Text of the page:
– in the House of Commons at 12:00 am on 21st June 1999.
If he will make a statement on the development of the Anglo-French European Defence Co-operation Initiative. 
If he will make a statement on the Government's initiative on European defence co-operation. 
If he will make a statement on the Government's policy on European defence co-operation. 
The recent Cologne Council meeting set out the way forward for the European Union's common foreign and security policy, including the progressive framing of a common defence policy. That built on agreement at the NATO Washington summit, which itself had originally stemmed from the Anglo-French St. Malo declaration in December last year. Our intention is to strengthen the European capability to contribute to security within the framework of the Atlantic alliance as a whole.
I thank my right hon. Friend the Secretary of State for that response. He will be aware that the Conservative party has claimed that European defence co-operation will undermine and weaken NATO. Will he confirm that, at the NATO summit in Washington, the principle of European defence co-operation was supported by all 19 NATO countries, including the United States of America? That drives a coach and horses through the false claims of the Conservative party. Those claims say everything about excessive Europhobia and nothing about the real defence interests of this country.
My hon. Friend is right in pointing to the inconsistency of the Conservative party. It was, after all, my predecessor, Michael Portillo, who signed up to the European security and defence identity at the Berlin summit. It is strange that the Conservative party should be so emphatically opposed to an initiative that is designed to strengthen NATO's capability to act in situations where NATO forces could be of use, and to build European capabilities, so that we will be able to get good value for the expenditure of European taxpayers and to contribute in situations where the United States of America and Canada may choose not to be involved.
My right hon. Friend referred to the lost Leader of the Opposition, Mr. Michael Portillo. Will he confirm that it was the last Government who signed up to the Maastricht treaty, which, among many other things, called for the framing of a progressive common defence policy? Will he identify any developments in the past two years since the election, when the Conservatives left office, or in the past two months that would justify the Opposition's current claim that a common defence policy would undermine NATO?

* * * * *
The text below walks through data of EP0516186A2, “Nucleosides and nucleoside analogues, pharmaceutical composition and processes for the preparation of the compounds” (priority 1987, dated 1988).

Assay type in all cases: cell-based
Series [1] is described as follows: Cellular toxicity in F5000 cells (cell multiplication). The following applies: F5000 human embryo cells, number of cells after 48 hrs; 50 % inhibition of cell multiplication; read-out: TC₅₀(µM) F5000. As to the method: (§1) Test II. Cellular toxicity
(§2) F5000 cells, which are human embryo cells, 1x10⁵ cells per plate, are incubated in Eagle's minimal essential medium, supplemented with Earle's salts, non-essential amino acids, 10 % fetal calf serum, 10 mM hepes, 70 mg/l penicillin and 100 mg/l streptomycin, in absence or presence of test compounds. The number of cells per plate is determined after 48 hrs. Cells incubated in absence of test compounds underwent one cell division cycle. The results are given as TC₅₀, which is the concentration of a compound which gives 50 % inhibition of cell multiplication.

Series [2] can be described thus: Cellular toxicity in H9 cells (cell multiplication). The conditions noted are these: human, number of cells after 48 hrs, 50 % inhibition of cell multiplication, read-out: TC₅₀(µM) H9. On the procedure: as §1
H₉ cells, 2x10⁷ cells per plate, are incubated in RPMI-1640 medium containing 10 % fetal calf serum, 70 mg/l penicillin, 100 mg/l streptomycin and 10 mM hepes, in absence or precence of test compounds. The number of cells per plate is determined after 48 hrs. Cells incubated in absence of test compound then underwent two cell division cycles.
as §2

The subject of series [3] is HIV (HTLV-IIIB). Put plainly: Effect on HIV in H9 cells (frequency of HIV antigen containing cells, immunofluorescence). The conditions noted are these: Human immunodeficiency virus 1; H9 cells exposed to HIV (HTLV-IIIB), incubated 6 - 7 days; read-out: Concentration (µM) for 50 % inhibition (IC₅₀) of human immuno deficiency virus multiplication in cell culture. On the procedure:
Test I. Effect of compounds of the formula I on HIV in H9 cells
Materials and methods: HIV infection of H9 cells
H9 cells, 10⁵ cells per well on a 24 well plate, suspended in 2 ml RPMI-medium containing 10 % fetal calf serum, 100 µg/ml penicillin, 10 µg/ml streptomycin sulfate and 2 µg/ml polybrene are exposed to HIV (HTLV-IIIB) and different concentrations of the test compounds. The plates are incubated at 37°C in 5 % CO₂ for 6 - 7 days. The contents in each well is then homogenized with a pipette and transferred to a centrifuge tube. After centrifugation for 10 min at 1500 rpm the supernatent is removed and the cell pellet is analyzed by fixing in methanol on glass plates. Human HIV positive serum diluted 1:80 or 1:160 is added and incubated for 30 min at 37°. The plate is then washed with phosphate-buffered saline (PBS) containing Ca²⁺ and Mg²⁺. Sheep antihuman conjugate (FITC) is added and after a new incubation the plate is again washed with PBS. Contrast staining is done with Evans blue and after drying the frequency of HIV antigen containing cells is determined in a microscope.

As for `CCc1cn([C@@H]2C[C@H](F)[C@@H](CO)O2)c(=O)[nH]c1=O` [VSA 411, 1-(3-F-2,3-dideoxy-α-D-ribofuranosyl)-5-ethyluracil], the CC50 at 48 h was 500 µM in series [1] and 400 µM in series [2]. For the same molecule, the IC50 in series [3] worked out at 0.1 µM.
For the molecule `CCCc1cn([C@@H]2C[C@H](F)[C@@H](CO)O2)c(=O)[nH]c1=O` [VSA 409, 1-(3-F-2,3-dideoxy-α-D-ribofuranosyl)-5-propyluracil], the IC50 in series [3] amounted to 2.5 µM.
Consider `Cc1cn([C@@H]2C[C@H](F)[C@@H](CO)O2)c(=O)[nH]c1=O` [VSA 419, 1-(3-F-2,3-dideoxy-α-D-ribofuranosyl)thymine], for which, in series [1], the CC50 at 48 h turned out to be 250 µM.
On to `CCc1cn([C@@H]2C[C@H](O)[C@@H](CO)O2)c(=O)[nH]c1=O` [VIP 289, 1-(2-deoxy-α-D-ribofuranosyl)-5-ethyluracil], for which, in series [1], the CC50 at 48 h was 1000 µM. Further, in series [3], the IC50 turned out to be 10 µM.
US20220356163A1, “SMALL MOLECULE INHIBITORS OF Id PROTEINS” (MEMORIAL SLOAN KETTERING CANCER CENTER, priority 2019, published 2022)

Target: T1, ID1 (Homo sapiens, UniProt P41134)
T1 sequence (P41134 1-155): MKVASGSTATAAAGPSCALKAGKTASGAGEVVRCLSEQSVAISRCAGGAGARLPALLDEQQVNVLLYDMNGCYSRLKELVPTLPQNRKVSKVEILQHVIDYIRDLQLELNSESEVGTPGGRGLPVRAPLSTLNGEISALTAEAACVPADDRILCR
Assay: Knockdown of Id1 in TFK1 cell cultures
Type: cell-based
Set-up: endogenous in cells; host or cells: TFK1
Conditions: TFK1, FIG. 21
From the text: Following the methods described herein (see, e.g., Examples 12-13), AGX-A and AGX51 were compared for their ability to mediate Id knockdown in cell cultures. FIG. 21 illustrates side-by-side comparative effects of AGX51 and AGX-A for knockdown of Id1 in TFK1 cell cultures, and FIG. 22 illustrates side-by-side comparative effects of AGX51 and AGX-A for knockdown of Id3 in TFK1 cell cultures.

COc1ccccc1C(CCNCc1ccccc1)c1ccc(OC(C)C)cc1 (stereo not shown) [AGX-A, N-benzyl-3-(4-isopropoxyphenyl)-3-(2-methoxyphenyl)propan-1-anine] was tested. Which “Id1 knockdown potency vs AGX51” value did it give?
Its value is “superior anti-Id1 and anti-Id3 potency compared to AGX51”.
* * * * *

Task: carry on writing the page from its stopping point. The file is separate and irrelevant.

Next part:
I felt that this was a day for generosity, which is why I thought that reminding the Opposition of Michael Portillo would be sufficient. It would, I thought, be going too far to remind them of the Maastricht treaty, in which the idea of a common defence policy had its germination.
The fact is that no one else shares the rather ludicrous view that is being taken of anything European, especially when it involves the Europeans doing more about their defence, and building European military capabilities to a point at which they can be useful to us all in the future.
Does my right hon. Friend agree not only that an enhanced European defence identity will strengthen NATO, but that, in the aftermath of the Kosovo crisis, Britain and Her Majesty's Government should be taking a leading role in that new defence identity? Does he also agree that, far from such a new identity costing more, it is important for us to continue to spend defence money more wisely—on, for instance, the strategic heavy lift that that lot opposite failed to fund?
I thank my hon. Friend for pointing out some home truths. We have reshaped our forces in this country, and it must be said that a good many members of all parties in the House agreed with the analysis. We simply wish our European colleagues to spend what they spend wisely. It is a fact that Europe spends nearly two thirds of the total budget of the United States on defence, but achieves only a fraction of that in military capability. That must be dealt with.
European forces must be—as ours will be—readily deployable, flexible in order to meet diverse challenges, and sustainable over long distances and for long periods. That is what the defence initiative is all about.